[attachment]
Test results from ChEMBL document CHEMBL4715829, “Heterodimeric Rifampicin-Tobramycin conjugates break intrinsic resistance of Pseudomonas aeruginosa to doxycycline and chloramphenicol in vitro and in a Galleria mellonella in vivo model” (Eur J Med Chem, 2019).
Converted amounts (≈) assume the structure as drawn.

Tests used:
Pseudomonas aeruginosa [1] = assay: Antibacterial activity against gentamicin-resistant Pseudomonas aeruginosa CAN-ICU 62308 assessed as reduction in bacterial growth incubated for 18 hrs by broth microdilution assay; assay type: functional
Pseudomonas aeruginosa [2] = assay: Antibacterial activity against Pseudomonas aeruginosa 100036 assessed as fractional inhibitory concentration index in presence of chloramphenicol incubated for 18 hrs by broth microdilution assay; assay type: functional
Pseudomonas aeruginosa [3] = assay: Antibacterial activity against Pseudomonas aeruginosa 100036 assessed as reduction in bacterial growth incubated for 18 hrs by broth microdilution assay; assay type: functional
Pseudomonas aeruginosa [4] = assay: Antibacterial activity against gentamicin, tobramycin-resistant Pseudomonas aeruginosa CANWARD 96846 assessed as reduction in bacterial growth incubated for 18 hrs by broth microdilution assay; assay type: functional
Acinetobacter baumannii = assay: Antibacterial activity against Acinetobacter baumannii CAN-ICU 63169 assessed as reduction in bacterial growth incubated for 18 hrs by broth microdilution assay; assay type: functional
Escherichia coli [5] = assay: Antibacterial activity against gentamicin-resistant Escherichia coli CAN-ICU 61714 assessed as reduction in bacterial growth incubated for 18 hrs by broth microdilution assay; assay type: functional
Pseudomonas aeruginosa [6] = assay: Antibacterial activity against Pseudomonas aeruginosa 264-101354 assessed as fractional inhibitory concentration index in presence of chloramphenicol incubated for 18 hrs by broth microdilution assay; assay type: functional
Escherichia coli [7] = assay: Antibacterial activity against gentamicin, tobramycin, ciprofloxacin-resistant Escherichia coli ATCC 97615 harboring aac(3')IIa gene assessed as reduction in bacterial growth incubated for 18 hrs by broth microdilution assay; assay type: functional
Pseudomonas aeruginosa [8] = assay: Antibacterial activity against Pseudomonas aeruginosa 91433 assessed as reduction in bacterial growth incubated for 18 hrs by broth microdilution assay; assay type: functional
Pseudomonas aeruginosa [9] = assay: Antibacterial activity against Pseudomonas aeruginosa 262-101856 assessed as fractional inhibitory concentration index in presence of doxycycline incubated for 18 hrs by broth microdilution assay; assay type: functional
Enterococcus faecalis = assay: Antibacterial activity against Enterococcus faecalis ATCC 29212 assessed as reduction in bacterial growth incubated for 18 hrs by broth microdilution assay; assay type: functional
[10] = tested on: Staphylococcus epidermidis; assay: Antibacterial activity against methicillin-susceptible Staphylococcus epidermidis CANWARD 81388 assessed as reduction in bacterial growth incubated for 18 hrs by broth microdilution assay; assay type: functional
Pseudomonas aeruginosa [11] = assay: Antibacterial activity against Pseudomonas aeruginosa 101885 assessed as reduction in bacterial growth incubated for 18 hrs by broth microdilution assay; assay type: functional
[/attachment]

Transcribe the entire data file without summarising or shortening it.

Test results from ChEMBL document CHEMBL4715829, “Heterodimeric Rifampicin-Tobramycin conjugates break intrinsic resistance of Pseudomonas aeruginosa to doxycycline and chloramphenicol in vitro and in a Galleria mellonella in vivo model” (Eur J Med Chem, 2019).
Converted amounts (≈) assume the structure as drawn.

Tests used:
Pseudomonas aeruginosa [1] = assay: Antibacterial activity against gentamicin-resistant Pseudomonas aeruginosa CAN-ICU 62308 assessed as reduction in bacterial growth incubated for 18 hrs by broth microdilution assay; assay type: functional
Pseudomonas aeruginosa [2] = assay: Antibacterial activity against Pseudomonas aeruginosa 100036 assessed as fractional inhibitory concentration index in presence of chloramphenicol incubated for 18 hrs by broth microdilution assay; assay type: functional
Pseudomonas aeruginosa [3] = assay: Antibacterial activity against Pseudomonas aeruginosa 100036 assessed as reduction in bacterial growth incubated for 18 hrs by broth microdilution assay; assay type: functional
Pseudomonas aeruginosa [4] = assay: Antibacterial activity against gentamicin, tobramycin-resistant Pseudomonas aeruginosa CANWARD 96846 assessed as reduction in bacterial growth incubated for 18 hrs by broth microdilution assay; assay type: functional
Acinetobacter baumannii = assay: Antibacterial activity against Acinetobacter baumannii CAN-ICU 63169 assessed as reduction in bacterial growth incubated for 18 hrs by broth microdilution assay; assay type: functional
Escherichia coli [5] = assay: Antibacterial activity against gentamicin-resistant Escherichia coli CAN-ICU 61714 assessed as reduction in bacterial growth incubated for 18 hrs by broth microdilution assay; assay type: functional
Pseudomonas aeruginosa [6] = assay: Antibacterial activity against Pseudomonas aeruginosa 264-101354 assessed as fractional inhibitory concentration index in presence of chloramphenicol incubated for 18 hrs by broth microdilution assay; assay type: functional
Escherichia coli [7] = assay: Antibacterial activity against gentamicin, tobramycin, ciprofloxacin-resistant Escherichia coli ATCC 97615 harboring aac(3')IIa gene assessed as reduction in bacterial growth incubated for 18 hrs by broth microdilution assay; assay type: functional
Pseudomonas aeruginosa [8] = assay: Antibacterial activity against Pseudomonas aeruginosa 91433 assessed as reduction in bacterial growth incubated for 18 hrs by broth microdilution assay; assay type: functional
Pseudomonas aeruginosa [9] = assay: Antibacterial activity against Pseudomonas aeruginosa 262-101856 assessed as fractional inhibitory concentration index in presence of doxycycline incubated for 18 hrs by broth microdilution assay; assay type: functional
Enterococcus faecalis = assay: Antibacterial activity against Enterococcus faecalis ATCC 29212 assessed as reduction in bacterial growth incubated for 18 hrs by broth microdilution assay; assay type: functional
[10] = tested on: Staphylococcus epidermidis; assay: Antibacterial activity against methicillin-susceptible Staphylococcus epidermidis CANWARD 81388 assessed as reduction in bacterial growth incubated for 18 hrs by broth microdilution assay; assay type: functional
Pseudomonas aeruginosa [11] = assay: Antibacterial activity against Pseudomonas aeruginosa 101885 assessed as reduction in bacterial growth incubated for 18 hrs by broth microdilution assay; assay type: functional